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Religion: Why do we believe?

Updated: Dec 27, 2022

How do people change from doubt and disbelief to full devotion?

This is commonly explained through Swinburne’s principle of credulity and principle of testimony.

Swinburne's principle of credulity states that an individual gathers knowledge through a personal experience. Individuals who undergo an experience will believe it to be the truth because they witnessed first-hand proof. This applies only if they themselves trust that they were in a right and sensible state, where no doubt or question will be considered, hence the individual can gain full confidence about particular knowledge.

If these conditions are not met, the principle of testimony may be sought after. The principle of testimony follows the basis of trust. Unless we have good reason not to trust someone, what others tell you should be a good source of information. However, it may be harder to fully and confidently believe in the information provided by others, as one does not have affirmative proof for themselves. Unless experienced, an individual would have relatively no proof or reason to believe in that information. The information provided could be biased or not fully understandable, and hence unreliable.

An example of the principle of credulity is when a person sees an animal fly, and hence, they can confirm themselves that that particular animal has the capability to fly. An example of the principle of testimony is when an astronaut from NASA in outer space tells a responder on planet Earth a fact of something happening in space that people on Earth may not be able to identify. The astronaut is qualified, so we would tend to believe that they are telling the truth.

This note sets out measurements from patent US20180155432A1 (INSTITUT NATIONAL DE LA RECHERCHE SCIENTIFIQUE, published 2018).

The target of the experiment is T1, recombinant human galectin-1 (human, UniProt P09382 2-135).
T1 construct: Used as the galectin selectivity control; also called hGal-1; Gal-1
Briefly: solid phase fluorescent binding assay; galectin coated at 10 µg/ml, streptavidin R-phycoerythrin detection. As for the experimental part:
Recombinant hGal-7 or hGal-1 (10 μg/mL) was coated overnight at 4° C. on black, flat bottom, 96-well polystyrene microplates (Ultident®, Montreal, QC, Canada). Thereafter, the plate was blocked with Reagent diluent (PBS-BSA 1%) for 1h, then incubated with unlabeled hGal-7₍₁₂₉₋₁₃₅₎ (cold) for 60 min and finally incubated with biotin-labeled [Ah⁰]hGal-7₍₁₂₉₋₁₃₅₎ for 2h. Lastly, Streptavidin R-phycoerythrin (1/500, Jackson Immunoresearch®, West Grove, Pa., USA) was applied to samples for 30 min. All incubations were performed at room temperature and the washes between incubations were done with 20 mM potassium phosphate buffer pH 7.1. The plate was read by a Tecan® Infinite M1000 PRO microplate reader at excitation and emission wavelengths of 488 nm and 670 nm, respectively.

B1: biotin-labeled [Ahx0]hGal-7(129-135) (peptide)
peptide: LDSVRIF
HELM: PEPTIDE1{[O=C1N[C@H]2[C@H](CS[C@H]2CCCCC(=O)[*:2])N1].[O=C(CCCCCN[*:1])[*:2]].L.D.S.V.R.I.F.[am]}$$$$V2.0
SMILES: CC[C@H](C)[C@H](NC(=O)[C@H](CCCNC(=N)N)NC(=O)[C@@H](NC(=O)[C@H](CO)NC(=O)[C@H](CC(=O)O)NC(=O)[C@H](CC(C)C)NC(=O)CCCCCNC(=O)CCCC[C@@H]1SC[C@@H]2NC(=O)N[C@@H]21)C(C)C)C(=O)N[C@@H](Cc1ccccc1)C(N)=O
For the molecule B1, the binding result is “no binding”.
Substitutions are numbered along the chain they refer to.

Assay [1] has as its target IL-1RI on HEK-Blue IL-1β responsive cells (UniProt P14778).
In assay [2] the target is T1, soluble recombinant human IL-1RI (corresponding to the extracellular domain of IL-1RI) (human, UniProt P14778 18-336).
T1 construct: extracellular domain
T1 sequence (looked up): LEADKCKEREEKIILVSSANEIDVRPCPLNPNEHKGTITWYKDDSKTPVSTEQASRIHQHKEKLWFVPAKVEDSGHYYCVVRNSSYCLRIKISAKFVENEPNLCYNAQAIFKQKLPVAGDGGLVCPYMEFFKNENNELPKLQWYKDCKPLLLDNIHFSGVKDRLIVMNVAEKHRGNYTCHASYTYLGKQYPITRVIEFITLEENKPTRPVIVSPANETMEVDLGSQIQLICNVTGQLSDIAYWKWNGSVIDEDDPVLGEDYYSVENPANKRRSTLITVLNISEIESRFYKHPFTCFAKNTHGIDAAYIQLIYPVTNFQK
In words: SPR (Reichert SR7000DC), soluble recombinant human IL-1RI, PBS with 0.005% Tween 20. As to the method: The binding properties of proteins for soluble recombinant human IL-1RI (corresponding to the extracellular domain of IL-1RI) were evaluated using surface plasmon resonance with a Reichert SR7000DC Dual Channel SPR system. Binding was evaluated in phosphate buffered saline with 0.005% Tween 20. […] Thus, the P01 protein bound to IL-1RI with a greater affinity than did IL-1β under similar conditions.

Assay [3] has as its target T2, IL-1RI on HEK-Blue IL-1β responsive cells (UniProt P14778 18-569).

Different religious revelations occur to different individuals. Some may have an experience with one god, while some others may have an experience with another type of god. The ability to experience special revelations differs between cultures. If one is surrounded by a particular religion, they are likely to expect experiences or experience revelations of that particular religion, as they are more aware of it, more willing to believe the knowledge presented to them, demonstrating the principle of credulity. They accept themselves as sane, having confidence in themselves that the experience presents the truth and reality. Everybody is raised in unique circumstances, hence everyone will have separate opinions and receive different amounts of influence. It may not necessarily come from religious backgrounds, but from general upbringing. For example, one may be more trusting, hence willing to consider knowledge delivered from religious experiences, adapting the principle of testimony.

Additionally, religious knowledge tends to revolve around superior, intangible beings. There is no possible way to physically or scientifically prove the existence of a religious figure, such as God. Hence, without a special revelation, one cannot obtain information through Swinburne's principle of credulity. That leaves the principle of testimony, which is comparatively unreliable.

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